How can we reduce acceleration (and therefore force)? -Increasing stopping/collision time -Increasing stopping/collision distance
What are the 5 features that reduce acceleration? -Crumple zones -Seat belts -Air bags -Crash barriers -Escape lanes
What do modern cars have that help absorb energy in a crash (4 things)? -Brakes that get hot -Crumple zones that change shape -Seat belts that stretch -Air bags that inflate and squash
Why does seat belts stretching help absorb energy? Converts K.E into elastic energy
What are the 3 reasons why drivers don't like wearing seatbelts? -Risk of chest injury -Could be trapped in fire -Could encourage driver to drive more carelessly as he/she knows they're protected by seatbelt
What is the best way to gain safety information? By using crash tests with real vehicles and dummies
What are ABS brakes? A primary safety feature which helps to prevent a crash
How does the ABS system work? Wheel-speed sensors send information to a computer about the rotational speed of the wheels. The computer controls the pressure to the brakes to prevent the wheels locking up. This increases the braking force just before the wheels start to skid
What are two other primary safety features? -Cruise control (stops a driver becoming tired and pressing harder on the accelerator) -Electric windows and paddle shift controls (allows driver to concentrate on road)
What are the two things that affect the size of air resistance? Cross sectional area and speed
When does air resistance only have effect? When it is large compared to the weight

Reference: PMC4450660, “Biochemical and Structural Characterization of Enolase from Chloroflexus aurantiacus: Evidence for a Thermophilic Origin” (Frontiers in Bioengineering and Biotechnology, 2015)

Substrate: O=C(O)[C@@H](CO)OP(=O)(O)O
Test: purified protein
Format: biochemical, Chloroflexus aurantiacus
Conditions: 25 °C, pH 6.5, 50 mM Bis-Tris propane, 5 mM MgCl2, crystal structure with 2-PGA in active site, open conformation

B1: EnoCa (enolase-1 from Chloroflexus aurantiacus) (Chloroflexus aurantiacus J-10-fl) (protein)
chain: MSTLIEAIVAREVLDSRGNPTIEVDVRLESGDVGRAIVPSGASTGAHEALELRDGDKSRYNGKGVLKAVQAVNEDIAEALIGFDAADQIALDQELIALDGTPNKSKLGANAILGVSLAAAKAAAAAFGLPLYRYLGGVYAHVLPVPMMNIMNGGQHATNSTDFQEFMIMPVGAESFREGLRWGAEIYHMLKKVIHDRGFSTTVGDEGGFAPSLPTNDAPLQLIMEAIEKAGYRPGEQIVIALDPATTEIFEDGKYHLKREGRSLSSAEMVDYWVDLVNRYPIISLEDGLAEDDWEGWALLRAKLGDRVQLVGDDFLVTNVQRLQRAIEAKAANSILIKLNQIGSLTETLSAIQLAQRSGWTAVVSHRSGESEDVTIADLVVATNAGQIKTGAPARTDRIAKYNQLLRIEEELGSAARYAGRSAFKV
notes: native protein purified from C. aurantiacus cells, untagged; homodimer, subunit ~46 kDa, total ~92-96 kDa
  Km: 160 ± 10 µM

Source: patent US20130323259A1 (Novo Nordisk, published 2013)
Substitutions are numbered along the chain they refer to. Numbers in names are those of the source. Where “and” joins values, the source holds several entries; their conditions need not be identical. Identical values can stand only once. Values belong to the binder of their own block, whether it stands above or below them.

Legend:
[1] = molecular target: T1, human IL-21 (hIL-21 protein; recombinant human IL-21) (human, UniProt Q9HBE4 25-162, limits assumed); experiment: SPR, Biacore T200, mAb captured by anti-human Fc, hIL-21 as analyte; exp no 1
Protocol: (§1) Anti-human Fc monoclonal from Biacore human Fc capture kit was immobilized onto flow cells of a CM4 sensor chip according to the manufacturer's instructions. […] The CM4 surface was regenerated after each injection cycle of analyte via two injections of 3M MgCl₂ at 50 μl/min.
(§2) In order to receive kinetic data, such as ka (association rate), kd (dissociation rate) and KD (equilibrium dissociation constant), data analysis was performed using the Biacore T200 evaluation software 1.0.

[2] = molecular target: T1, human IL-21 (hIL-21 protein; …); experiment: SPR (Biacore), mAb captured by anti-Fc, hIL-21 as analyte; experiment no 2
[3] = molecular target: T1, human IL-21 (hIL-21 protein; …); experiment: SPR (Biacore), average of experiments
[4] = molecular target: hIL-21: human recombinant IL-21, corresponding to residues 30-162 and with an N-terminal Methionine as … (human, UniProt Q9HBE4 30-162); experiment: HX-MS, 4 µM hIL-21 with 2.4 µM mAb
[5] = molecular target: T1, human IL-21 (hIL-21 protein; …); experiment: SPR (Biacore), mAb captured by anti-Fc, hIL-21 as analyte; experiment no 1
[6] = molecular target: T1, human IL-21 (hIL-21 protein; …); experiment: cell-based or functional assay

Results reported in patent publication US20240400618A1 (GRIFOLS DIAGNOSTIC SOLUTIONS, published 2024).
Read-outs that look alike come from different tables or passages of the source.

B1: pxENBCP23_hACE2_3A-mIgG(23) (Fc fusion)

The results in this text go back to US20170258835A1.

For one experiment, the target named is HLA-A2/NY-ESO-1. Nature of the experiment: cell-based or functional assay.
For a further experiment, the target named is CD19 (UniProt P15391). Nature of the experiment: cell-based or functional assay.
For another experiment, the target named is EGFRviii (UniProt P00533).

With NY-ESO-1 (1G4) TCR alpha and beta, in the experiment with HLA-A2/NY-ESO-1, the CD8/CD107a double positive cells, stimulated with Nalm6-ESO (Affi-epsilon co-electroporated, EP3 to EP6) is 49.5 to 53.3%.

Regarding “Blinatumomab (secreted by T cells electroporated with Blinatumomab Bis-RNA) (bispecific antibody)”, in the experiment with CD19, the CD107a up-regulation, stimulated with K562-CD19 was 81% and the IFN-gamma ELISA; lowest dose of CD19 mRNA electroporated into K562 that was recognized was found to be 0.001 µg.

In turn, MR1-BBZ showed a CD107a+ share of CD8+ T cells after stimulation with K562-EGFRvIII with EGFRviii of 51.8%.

What is the journey of a parachutist like in terms of forces? 1)Accelerates, displacing more air molecules a second. Air resistance increases, reducing his acceleration 2)Weight and air resistance are equal = terminal speed 3)Parachute opens and air resistance increases due to large surface area. Parachutist decelerates and air resistance decreases 4)New lower terminal speed
What are three qualities of the gravitational field strength? -Unaffected by atmospheric conditions -Varies with position on the Earth's surface -Varies with height above/below Earth's surface
What does an object held above the ground have? Gravitational potential energy
What are the 4 steps of a bouncing ball? 1)Ball has GPE but no K.E 2)Reached ground-has K.E but not GPE 3)Ball squashes-has EPE-converted to K.E as it leaves ground 4)At top of bounce has GPE
What is the loss in GPE in a skydiver due to? The work against friction (air resistance)
change in GPE = work done against friciton
What do the riders at the top of a roller coaster ride have? GPE
What happens when the roller coaster is released? Converts GPE into KE as it falls
Loss in GPE= Gain in KE
Why does each peak in a roller coaster have to be lower than the one before? Because some energy is transferred to heat and sound due to friction and air resistance
GPE at top of roller coaster= KE at bottom + energy transferred due to friction
If speed doubles what happens to KE? It quadruples
If mass doubles, what happens to KE? It doubles too
Show full summary Hide full summary

Similar

P2a revision (part 1)
juliasutton
P2a (part 2)
juliasutton
GCSE AQA Physics - Unit 3
James Jolliffe
GCSE AQA Physics 1 Energy & Efficiency
Lilac Potato
P2 Radioactivity and Stars
dfreeman
Physics 1A - Energy
Zaki Rizvi
Physics: Energy resources and energy transfer
katgads
Renewable Energy Sources
darkangelforgiven
P3 Medical Applications of Physics
dfreeman
AQA Physics P1 Quiz
Bella Statham